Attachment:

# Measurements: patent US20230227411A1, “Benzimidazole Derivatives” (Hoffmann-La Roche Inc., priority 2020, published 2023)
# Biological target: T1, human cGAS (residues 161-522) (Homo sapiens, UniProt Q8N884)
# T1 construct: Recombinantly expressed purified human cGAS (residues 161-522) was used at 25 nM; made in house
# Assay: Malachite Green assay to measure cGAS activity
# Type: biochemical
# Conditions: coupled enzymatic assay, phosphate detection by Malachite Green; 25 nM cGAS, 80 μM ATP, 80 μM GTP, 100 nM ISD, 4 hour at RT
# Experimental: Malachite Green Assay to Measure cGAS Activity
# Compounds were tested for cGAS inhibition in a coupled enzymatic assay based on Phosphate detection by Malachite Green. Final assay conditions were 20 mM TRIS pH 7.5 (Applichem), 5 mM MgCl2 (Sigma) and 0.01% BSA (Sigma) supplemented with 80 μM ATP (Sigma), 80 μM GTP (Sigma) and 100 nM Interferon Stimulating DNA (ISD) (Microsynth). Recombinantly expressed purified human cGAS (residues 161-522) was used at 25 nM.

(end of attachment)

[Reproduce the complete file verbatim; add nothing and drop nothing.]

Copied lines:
# Measurements: patent US20230227411A1, “Benzimidazole Derivatives” (Hoffmann-La Roche Inc., priority 2020, published 2023)
# Biological target: T1, human cGAS (residues 161-522) (Homo sapiens, UniProt Q8N884)
# T1 construct: Recombinantly expressed purified human cGAS (residues 161-522) was used at 25 nM; made in house
# Assay: Malachite Green assay to measure cGAS activity
# Type: biochemical
# Conditions: coupled enzymatic assay, phosphate detection by Malachite Green; 25 nM cGAS, 80 μM ATP, 80 μM GTP, 100 nM ISD, 4 hour at RT
# Experimental: Malachite Green Assay to Measure cGAS Activity
# Compounds were tested for cGAS inhibition in a coupled enzymatic assay based on Phosphate detection by Malachite Green. Final assay conditions were 20 mM TRIS pH 7.5 (Applichem), 5 mM MgCl2 (Sigma) and 0.01% BSA (Sigma) supplemented with 80 μM ATP (Sigma), 80 μM GTP (Sigma) and 100 nM Interferon Stimulating DNA (ISD) (Microsynth). Recombinantly expressed purified human cGAS (residues 161-522) was used at 25 nM.